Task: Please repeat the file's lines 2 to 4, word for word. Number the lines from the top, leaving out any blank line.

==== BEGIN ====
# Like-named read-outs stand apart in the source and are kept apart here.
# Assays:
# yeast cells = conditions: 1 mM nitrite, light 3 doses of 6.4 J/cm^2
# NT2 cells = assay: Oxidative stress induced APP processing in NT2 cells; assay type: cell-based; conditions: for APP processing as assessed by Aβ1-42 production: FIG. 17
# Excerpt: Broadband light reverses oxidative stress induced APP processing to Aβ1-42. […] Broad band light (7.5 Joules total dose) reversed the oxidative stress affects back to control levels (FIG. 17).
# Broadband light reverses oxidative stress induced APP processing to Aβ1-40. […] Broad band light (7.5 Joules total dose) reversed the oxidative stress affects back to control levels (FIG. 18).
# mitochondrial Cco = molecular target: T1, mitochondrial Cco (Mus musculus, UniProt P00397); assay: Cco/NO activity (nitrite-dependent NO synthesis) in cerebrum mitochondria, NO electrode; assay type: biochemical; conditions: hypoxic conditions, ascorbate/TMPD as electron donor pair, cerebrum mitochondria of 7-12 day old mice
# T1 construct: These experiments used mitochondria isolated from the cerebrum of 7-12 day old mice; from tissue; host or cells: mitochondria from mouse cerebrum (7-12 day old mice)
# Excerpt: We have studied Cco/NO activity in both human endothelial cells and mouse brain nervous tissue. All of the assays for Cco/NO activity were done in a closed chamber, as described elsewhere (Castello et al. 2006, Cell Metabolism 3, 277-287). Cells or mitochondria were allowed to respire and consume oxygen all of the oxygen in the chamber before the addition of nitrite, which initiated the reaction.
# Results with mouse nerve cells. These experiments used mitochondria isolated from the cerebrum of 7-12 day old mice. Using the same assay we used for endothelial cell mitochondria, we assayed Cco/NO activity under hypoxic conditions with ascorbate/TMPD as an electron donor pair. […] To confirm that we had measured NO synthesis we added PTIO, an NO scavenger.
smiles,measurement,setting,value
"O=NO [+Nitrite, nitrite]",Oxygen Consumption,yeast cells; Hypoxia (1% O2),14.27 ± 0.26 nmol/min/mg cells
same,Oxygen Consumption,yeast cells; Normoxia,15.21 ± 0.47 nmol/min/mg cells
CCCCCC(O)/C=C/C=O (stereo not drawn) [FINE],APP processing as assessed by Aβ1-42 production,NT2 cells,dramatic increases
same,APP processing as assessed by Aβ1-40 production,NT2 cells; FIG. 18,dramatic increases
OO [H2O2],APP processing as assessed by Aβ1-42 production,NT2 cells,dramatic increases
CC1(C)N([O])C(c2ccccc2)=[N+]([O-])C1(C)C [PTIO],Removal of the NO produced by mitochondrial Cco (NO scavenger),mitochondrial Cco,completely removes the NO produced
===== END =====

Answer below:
# Assays:
# yeast cells = conditions: 1 mM nitrite, light 3 doses of 6.4 J/cm^2
# NT2 cells = assay: Oxidative stress induced APP processing in NT2 cells; assay type: cell-based; conditions: for APP processing as assessed by Aβ1-42 production: FIG. 17